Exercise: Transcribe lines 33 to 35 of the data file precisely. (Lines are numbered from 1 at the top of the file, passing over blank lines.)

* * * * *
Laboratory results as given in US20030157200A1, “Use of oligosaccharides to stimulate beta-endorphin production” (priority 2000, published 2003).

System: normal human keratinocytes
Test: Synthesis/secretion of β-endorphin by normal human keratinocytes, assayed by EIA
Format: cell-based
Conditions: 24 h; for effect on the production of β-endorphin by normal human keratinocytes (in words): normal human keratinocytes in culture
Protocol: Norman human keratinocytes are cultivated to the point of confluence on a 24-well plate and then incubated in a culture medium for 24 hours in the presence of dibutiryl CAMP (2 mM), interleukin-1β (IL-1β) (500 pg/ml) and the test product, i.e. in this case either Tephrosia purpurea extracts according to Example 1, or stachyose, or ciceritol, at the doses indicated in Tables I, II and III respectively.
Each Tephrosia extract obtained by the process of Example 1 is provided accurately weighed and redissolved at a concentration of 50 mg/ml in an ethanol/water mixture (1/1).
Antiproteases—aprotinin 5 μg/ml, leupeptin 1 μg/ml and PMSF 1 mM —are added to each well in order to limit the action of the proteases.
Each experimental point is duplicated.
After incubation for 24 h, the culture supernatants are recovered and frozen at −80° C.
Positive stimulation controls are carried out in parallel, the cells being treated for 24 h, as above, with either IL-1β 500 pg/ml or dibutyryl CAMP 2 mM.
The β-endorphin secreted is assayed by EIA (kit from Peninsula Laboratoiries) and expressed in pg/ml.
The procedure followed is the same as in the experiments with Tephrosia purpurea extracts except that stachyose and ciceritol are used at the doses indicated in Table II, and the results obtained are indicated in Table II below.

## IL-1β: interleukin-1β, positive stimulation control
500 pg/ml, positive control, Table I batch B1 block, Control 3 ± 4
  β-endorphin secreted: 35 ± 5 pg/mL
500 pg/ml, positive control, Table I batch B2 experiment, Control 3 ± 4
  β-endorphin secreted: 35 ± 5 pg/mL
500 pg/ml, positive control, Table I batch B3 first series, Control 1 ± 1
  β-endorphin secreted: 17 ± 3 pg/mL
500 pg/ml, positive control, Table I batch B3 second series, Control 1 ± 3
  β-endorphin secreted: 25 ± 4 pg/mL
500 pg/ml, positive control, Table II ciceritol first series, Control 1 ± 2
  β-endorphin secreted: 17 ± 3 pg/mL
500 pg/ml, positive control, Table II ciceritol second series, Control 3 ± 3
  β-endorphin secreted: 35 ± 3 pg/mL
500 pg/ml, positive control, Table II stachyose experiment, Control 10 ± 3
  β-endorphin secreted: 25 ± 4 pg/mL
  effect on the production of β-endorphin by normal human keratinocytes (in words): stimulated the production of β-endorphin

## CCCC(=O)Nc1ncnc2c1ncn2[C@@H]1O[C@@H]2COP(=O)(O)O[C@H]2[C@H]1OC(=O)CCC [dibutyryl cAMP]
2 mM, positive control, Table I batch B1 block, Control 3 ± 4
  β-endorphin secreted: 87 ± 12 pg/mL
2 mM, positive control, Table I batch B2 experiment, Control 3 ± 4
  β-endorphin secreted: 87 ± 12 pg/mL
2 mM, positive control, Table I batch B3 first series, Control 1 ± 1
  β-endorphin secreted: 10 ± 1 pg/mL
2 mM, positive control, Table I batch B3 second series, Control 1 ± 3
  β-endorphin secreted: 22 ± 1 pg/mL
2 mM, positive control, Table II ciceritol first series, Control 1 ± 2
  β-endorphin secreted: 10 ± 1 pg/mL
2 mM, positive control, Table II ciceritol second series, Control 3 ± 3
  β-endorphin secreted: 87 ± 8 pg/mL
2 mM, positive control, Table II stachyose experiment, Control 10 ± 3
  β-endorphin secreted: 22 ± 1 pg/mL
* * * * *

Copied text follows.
2 mM, positive control, Table I batch B2 experiment, Control 3 ± 4
  β-endorphin secreted: 87 ± 12 pg/mL
2 mM, positive control, Table I batch B3 first series, Control 1 ± 1